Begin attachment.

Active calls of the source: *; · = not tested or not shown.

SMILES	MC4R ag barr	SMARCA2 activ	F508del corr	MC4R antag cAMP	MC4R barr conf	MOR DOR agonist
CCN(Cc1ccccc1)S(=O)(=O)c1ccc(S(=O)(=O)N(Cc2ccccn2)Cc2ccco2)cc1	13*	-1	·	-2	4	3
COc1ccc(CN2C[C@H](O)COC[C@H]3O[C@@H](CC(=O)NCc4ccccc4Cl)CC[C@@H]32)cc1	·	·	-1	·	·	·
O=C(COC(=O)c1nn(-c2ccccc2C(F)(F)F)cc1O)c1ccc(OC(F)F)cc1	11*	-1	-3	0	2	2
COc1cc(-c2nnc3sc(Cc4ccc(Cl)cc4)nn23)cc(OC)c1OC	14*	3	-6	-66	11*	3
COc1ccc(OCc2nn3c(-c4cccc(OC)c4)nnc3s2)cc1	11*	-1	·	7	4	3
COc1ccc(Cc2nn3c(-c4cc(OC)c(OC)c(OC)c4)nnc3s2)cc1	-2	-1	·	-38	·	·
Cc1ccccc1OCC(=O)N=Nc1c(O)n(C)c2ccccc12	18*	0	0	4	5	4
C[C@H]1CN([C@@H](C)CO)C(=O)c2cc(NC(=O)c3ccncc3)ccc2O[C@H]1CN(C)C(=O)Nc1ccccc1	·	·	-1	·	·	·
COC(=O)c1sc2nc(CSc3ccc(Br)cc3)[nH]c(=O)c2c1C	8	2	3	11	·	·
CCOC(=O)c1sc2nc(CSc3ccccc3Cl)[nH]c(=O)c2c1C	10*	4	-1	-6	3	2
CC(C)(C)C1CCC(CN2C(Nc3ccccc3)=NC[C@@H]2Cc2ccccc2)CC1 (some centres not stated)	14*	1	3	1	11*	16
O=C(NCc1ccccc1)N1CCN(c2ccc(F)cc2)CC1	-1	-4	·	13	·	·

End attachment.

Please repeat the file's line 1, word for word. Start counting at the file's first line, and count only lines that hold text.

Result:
Active calls of the source: *; · = not tested or not shown.